I’ve long suspected that the basic structure of Plantinga’s free will defense doesn’t require a libertarian view of free will, but I’ve never gotten around to trying to figure out in detail why that might be so. Well, Andrew Fulford has a proposal. Relying on the notion of creaturely integrity, Andrew offers an account of why God’s options might be limited by how God himself may have intended a person’s compatibilist freedom to work itself out, and for all we know this may be true for every actual person. In other words, it may well be that transworld depravity of a very particular sort may be true. It’s possible for all we know that, for each actual person, there is no possible world in which that person does no wrong. There is the problem of dealing with non-actual people, but that’s where God’s choice to actualize people with a certain kind of creaturely integrity comes in. Perhaps it’s true that anyone with the right sort of creaturely integrity, that God would have good moral reasons for wanting to bestow on people, will be transworld depraved in the way Andrew imagines.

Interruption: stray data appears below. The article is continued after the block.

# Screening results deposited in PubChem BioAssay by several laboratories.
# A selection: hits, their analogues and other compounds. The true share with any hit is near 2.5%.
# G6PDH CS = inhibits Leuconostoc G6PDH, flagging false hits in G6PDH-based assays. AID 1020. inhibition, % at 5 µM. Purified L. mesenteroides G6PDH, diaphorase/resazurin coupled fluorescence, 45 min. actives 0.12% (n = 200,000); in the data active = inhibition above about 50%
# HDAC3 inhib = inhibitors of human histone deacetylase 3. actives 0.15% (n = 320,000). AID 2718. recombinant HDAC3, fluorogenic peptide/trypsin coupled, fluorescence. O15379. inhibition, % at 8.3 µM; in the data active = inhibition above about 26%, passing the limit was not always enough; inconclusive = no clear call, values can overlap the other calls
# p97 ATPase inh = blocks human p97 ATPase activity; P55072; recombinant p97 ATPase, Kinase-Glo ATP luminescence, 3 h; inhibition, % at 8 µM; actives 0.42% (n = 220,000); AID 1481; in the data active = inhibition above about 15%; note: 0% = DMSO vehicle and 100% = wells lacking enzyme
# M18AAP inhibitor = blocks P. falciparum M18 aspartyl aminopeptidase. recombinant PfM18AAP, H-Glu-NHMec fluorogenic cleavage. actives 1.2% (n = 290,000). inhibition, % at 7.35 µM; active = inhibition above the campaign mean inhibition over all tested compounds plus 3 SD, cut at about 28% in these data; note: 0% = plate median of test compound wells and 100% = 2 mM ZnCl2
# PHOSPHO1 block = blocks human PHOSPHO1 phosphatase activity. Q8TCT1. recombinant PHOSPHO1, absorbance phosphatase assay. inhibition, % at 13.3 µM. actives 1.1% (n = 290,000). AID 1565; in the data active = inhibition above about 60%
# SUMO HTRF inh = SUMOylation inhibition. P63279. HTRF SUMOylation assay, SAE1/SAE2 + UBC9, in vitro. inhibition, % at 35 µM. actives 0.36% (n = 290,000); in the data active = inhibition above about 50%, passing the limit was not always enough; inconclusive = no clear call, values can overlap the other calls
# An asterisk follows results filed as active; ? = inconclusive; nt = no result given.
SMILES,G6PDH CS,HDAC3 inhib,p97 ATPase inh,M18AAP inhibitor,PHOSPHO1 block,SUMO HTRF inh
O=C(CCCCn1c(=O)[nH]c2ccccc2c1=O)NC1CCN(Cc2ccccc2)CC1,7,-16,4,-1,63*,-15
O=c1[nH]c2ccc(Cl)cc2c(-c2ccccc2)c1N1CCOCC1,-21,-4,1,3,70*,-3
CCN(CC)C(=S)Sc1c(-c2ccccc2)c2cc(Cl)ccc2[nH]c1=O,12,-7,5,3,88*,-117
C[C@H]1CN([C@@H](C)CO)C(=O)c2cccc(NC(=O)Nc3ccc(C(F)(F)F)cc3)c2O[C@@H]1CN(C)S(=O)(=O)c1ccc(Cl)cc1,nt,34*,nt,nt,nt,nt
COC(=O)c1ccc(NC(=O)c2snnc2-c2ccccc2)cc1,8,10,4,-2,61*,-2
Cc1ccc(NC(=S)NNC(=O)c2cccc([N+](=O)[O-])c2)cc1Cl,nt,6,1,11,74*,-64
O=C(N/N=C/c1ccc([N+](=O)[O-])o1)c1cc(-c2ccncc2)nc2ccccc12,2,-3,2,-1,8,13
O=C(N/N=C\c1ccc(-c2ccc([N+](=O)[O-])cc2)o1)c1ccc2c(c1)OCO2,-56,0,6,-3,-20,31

What’s interesting about this proposal is that objections to it seem to be the same sort that people might raise against Plantinga’s own libertarian version of transworld depravity or his use of it. If that’s right, then he’s used the basic structure of the free will defense without relying on libertarian freedom.